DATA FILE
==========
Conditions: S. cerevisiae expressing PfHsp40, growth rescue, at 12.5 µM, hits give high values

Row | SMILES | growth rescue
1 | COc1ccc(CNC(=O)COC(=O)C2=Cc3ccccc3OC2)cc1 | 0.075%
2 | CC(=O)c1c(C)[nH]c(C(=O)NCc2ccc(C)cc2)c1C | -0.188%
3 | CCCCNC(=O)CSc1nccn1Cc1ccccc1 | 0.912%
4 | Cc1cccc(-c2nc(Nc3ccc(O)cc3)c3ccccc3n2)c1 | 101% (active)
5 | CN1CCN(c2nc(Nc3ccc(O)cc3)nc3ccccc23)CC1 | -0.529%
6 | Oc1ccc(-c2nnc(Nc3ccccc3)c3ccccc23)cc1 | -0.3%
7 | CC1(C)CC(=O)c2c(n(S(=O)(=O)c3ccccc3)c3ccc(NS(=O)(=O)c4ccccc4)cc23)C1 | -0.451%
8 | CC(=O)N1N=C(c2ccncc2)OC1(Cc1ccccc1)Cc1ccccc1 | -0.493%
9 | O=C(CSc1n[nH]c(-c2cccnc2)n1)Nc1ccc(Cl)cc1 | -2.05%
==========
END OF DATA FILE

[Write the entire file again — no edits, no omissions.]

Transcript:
Conditions: S. cerevisiae expressing PfHsp40, growth rescue, at 12.5 µM, hits give high values

Row | SMILES | growth rescue
1 | COc1ccc(CNC(=O)COC(=O)C2=Cc3ccccc3OC2)cc1 | 0.075%
2 | CC(=O)c1c(C)[nH]c(C(=O)NCc2ccc(C)cc2)c1C | -0.188%
3 | CCCCNC(=O)CSc1nccn1Cc1ccccc1 | 0.912%
4 | Cc1cccc(-c2nc(Nc3ccc(O)cc3)c3ccccc3n2)c1 | 101% (active)
5 | CN1CCN(c2nc(Nc3ccc(O)cc3)nc3ccccc23)CC1 | -0.529%
6 | Oc1ccc(-c2nnc(Nc3ccccc3)c3ccccc23)cc1 | -0.3%
7 | CC1(C)CC(=O)c2c(n(S(=O)(=O)c3ccccc3)c3ccc(NS(=O)(=O)c4ccccc4)cc23)C1 | -0.451%
8 | CC(=O)N1N=C(c2ccncc2)OC1(Cc1ccccc1)Cc1ccccc1 | -0.493%
9 | O=C(CSc1n[nH]c(-c2cccnc2)n1)Nc1ccc(Cl)cc1 | -2.05%